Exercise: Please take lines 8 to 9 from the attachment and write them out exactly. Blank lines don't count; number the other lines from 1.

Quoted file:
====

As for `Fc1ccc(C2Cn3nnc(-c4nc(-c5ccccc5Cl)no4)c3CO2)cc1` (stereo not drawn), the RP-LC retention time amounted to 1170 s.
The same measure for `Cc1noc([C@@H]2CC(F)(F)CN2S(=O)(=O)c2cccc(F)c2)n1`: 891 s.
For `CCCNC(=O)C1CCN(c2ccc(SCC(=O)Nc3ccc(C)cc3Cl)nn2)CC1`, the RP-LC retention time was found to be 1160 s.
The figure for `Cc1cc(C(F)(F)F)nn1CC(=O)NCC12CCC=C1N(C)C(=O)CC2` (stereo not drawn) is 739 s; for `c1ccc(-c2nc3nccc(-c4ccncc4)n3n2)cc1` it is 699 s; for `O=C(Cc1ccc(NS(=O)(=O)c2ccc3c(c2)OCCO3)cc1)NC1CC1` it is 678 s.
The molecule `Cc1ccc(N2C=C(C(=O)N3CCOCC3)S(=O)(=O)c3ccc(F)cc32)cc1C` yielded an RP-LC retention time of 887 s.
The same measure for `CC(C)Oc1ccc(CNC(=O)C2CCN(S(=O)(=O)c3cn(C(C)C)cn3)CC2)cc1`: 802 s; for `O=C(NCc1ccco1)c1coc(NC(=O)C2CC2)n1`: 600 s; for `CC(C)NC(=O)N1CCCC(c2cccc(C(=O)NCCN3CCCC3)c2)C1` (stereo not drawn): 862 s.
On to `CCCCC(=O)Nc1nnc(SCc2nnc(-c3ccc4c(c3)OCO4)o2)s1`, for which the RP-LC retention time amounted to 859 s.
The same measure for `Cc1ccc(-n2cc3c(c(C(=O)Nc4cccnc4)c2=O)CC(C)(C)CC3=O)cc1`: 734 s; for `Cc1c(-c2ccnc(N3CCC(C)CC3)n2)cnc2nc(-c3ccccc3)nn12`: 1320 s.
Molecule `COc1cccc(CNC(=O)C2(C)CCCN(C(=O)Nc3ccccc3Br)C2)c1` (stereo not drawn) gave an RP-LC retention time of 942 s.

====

The same measure for `Cc1ccc(-n2cc3c(c(C(=O)Nc4cccnc4)c2=O)CC(C)(C)CC3=O)cc1`: 734 s; for `Cc1c(-c2ccnc(N3CCC(C)CC3)n2)cnc2nc(-c3ccccc3)nn12`: 1320 s.
Molecule `COc1cccc(CNC(=O)C2(C)CCCN(C(=O)Nc3ccccc3Br)C2)c1` (stereo not drawn) gave an RP-LC retention time of 942 s.